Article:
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  • Print publication year: 2019
  • Online publication date: January 2020

2 - E-commerce and ASEAN Economic Integration

from PART I



The ASEAN region is fast emerging as a growing market in the global e-commerce landscape. With a total population of 650 million, a rising middle class and a newly established economic community in 2015, the region is often considered as the next gold rush for e-commerce and internet-based operations. Despite the hype about the potential of the region, many challenges remain before e-commerce can truly flourish in each ASEAN member country. Cross-border e-commerce is challenging in the ASEAN region due to different national rules and regulations as well as quality of infrastructure. It is with these developments in mind that e-commerce has become an increasingly important area of focus in ASEAN economic cooperation.

This chapter examines the role played by e-commerce in ASEAN economic integration by focusing on a number of issues. We begin by discussing some of the basic concepts and definitions related to e-commerce in Section 2. This will then lead to an examination of the state of e-commerce in the ASEAN region in Section 3. Section 4 discusses the framework for ASEAN cooperation in the development of e-commerce and some of the challenges that lies ahead. Section 5 concludes.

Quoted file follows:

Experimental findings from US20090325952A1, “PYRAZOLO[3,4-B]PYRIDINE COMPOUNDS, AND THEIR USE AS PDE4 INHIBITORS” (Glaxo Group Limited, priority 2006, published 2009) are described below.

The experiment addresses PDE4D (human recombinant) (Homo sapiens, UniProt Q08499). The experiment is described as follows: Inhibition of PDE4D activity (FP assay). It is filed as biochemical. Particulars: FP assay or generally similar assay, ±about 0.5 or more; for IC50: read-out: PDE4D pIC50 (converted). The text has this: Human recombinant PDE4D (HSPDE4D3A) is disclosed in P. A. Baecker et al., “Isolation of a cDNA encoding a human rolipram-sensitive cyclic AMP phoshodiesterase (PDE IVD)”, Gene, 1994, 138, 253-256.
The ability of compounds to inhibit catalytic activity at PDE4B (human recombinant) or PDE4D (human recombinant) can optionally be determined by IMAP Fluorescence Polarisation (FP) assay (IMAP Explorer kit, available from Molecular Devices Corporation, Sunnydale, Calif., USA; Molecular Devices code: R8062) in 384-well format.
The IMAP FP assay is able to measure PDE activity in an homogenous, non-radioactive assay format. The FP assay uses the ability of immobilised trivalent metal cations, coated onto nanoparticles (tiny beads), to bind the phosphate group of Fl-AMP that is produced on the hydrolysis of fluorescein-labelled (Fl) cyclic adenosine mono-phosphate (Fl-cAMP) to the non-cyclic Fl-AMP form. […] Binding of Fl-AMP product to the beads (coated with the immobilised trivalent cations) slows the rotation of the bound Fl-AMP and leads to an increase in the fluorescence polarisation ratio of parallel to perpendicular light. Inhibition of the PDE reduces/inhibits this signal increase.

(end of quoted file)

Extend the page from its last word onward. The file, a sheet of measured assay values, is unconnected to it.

Definition, Concepts and Framework

Defining E-commerce

OECD provides a comprehensive definition of e-commerce:

An e-commerce transaction is the sale or purchase of goods or services, conducted over computer networks by methods specifically designed for the purpose of receiving or placing of orders. The goods or services are ordered by those methods, but the payment and the ultimate delivery of the goods or services do not have to be conducted online. An e-commerce transaction can be between enterprises, households, individuals, governments, and other public or private organisations. To be included are orders made over the web, extranet or electronic data interchange. The type is defined by the method of placing the order. To be excluded are orders made by telephone calls, facsimile or manually typed e-mail.

The key emphasis in the above definition is on transactions carried out over computer networks which today mostly involve the internet. The definition also suggests that the delivery of goods and services does not have to be conducted online.